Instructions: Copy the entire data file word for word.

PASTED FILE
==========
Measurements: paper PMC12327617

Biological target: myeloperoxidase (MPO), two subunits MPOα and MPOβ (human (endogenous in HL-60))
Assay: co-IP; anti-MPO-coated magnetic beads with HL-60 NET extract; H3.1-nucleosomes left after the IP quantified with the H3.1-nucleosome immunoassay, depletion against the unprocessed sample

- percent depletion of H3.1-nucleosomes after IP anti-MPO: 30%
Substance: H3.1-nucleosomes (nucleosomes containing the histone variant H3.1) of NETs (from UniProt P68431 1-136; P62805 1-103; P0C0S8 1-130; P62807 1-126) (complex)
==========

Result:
Measurements: paper PMC12327617

Biological target: myeloperoxidase (MPO), two subunits MPOα and MPOβ (human (endogenous in HL-60))
Assay: co-IP; anti-MPO-coated magnetic beads with HL-60 NET extract; H3.1-nucleosomes left after the IP quantified with the H3.1-nucleosome immunoassay, depletion against the unprocessed sample

- percent depletion of H3.1-nucleosomes after IP anti-MPO: 30%
Substance: H3.1-nucleosomes (nucleosomes containing the histone variant H3.1) of NETs (from UniProt P68431 1-136; P62805 1-103; P0C0S8 1-130; P62807 1-126) (complex)